Boston—For apartment owners and developers, this city is going through a golden period. Rents are expected to rise and vacancies are declining even as apartment construction soars, experts said.
Despite the pain of getting a permit here, the necessity of applying for a zoning variance almost any time a developer wants to build new multifamily housing, and the near impossibility of finding suburban sites to build on, more new apartments are now opening their doors in the Boston area than at any time since World War II.
Developers will finish 6,301 new market-rate rental apartments this year across the five counties of the Boston metro area, an increase of 2,000 from 2004, according to Northeast Apartment Advisors, Inc., a local research firm.
And even more apartments may be coming: 11,104 new rental units at 68 projects have received building permits from local officials. The number of new apartments completed each year should keep growing through 2008, according to Northeast Apartment Advisors.
One of those new projects, a 28-story high-rise projected for completion next year, is the biggest new apartment tower to come to Boston in 20 years, according to the developer. Archstone-Smith, a real estate investment trust (REIT) based in Englewood, Colo., worked for years to win the right to build the 420 mostly luxury rentals at Archstone Boston Common, first submitting its request for a building permit in December 2001.
Fortunately, Boston has a huge pent-up demand for new apartments because of “40 to 50 years of underproduction,” said Tom Meagher, Northeast Apartment Advisors’ president. Rent control and crime or worries about crime have kept developers away from the city for much of that time, he said.
Now that the Massachusetts economy is recovering from the loss of 206,000 jobs during the dot-com downturn, thousands of new tenants are moving into rental apartments, boosting absorption and helping keep rents strong even as the wave of new supply comes on the market. The state gained 51,000 jobs last year and another 23,000 in the first five months of this year.
Improved job growth helped push absorption of empty apartments last year to the highest level since 2000, according to figures from Reis, Inc., a research company based in Manhattan, and the market is on pace to match that level 2006.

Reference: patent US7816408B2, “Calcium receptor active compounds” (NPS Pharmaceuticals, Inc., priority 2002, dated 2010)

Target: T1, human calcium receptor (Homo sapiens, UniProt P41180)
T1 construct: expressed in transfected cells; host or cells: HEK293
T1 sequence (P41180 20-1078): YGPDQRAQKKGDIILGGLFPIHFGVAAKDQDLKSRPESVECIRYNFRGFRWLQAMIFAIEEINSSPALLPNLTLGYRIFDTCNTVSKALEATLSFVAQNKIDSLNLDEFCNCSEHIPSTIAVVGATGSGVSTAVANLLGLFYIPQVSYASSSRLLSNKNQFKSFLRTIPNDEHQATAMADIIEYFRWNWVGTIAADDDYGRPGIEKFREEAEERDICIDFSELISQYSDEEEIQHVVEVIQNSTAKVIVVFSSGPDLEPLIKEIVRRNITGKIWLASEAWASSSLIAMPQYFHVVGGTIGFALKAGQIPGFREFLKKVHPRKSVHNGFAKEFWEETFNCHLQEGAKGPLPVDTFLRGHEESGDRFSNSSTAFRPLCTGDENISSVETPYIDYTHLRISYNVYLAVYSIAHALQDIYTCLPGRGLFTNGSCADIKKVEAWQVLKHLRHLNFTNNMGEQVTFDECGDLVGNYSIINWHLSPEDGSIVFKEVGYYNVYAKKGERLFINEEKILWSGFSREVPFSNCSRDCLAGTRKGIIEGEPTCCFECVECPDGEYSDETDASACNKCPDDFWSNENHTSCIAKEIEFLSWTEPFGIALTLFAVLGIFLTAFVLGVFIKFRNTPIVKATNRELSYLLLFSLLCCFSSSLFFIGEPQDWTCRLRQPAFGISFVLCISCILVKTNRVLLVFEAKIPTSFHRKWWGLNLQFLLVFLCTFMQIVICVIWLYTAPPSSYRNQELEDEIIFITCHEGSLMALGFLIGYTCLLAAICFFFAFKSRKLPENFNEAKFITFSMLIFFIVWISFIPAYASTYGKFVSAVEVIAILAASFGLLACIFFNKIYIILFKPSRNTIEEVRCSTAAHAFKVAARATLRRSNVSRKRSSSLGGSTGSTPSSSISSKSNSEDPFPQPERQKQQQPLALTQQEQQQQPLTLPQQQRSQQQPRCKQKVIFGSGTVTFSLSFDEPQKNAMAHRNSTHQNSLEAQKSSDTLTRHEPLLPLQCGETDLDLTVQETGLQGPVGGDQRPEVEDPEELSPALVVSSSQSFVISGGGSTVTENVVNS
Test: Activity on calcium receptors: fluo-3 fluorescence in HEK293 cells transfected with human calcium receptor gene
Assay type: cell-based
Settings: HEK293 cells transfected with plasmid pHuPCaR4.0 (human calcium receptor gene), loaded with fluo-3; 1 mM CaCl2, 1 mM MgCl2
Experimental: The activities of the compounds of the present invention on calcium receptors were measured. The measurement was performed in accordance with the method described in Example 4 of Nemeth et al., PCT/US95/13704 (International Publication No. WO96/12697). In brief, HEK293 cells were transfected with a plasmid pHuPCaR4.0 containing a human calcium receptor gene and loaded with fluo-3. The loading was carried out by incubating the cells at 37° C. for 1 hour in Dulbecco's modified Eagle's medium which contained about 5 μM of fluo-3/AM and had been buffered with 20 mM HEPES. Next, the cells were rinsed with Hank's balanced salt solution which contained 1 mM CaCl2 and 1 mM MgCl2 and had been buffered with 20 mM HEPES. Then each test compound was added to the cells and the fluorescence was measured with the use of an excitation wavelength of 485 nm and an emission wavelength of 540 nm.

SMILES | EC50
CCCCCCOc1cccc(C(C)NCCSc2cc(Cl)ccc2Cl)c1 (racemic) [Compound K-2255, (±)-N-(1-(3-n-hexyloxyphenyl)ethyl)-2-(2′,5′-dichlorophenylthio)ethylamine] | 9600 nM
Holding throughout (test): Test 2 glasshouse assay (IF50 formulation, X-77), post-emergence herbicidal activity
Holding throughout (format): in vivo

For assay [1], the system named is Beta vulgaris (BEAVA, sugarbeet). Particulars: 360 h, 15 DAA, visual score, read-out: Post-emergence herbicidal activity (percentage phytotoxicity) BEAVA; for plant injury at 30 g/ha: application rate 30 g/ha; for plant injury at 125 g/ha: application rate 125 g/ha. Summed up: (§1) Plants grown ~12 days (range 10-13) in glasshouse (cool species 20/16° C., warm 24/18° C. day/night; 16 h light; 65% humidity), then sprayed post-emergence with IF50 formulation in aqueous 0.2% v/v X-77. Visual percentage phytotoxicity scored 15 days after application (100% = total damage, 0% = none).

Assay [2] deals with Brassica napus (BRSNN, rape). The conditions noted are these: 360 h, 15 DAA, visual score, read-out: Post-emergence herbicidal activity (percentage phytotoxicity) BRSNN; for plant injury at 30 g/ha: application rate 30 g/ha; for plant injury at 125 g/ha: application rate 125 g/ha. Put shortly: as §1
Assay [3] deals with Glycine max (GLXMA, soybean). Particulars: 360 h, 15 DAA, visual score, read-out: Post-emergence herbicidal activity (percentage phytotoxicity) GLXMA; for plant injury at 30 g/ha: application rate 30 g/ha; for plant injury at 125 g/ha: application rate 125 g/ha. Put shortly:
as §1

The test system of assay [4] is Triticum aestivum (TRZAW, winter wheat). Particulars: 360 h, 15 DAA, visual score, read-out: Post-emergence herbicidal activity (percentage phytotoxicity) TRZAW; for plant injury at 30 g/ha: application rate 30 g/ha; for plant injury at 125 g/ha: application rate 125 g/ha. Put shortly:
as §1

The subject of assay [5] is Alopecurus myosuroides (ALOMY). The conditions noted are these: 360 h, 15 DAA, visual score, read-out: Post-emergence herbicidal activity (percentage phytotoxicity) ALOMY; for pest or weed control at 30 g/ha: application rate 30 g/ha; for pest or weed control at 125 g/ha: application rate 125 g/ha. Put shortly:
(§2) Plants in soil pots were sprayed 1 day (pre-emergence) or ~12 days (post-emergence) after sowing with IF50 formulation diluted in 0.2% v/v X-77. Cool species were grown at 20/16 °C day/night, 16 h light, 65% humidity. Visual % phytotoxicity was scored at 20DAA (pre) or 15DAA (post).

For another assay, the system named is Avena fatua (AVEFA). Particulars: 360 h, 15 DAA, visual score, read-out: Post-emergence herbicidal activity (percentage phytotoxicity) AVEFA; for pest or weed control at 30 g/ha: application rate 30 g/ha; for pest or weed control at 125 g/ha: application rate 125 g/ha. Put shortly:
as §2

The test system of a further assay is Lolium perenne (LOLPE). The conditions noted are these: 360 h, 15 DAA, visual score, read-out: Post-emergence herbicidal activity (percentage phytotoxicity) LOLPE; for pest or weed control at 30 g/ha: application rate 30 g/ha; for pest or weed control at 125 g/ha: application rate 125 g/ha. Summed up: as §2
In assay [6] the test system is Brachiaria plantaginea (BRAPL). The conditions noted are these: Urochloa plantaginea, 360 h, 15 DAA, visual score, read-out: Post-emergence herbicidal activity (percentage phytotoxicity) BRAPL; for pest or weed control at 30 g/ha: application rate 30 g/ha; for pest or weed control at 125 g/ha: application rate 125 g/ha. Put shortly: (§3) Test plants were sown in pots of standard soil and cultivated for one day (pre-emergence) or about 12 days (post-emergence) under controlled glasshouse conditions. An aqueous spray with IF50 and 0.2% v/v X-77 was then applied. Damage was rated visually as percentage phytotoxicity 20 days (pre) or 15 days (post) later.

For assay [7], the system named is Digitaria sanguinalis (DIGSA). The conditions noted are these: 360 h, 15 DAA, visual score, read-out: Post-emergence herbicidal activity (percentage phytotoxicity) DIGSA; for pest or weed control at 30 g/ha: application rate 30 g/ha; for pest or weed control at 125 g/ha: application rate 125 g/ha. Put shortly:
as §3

Meanwhile, vacancies are declining and experts expect the demand for apartments to keep climbing, pushing rents higher for at least as long as the national economy stays strong.
In the second quarter, rents grew nearly as much as they did over the entire 12 months of 2005, swelling by 1.5 percent compared to 1.7 percent last year.
Of course, these increases are nothing compared to the rent hikes of 2000, when 40 years of almost no new construction, the end of rent control, and the inflated economy of the tech boom combined to push rents up 14 percent. But it’s still respectable growth.
The healthy trend should continue as the local economy continues to firm up and the pace of new construction slows a little after 2008, mainly because it is still much easier to build office towers in Boston than apartments and the market for office space is recovering, said Meagher.
Condominium conversion projects have also helped keep the market tight by taking a massive number of rental apartments out of the competition for tenants. Between the start of 2005 and May 2006, 35 apartment developments totaling 4,223 units converted or announced their plans to convert to condominiums, offsetting roughly two-thirds of the new apartments that opened over the same period, according to Northeast Apartment Advisors.
But now that demand for their products is waning, condominium converters are less eager to buy apartment properties. That has sent prices down and pushed up capitalization rates, which represent the net operating income of a property as a percentage of the sales price. The city notched just $130 million in apartment sales in the second quarter, down from $620 million in the fourth quarter of 2005, according to Real Capital Analytics, a New York City-based research firm.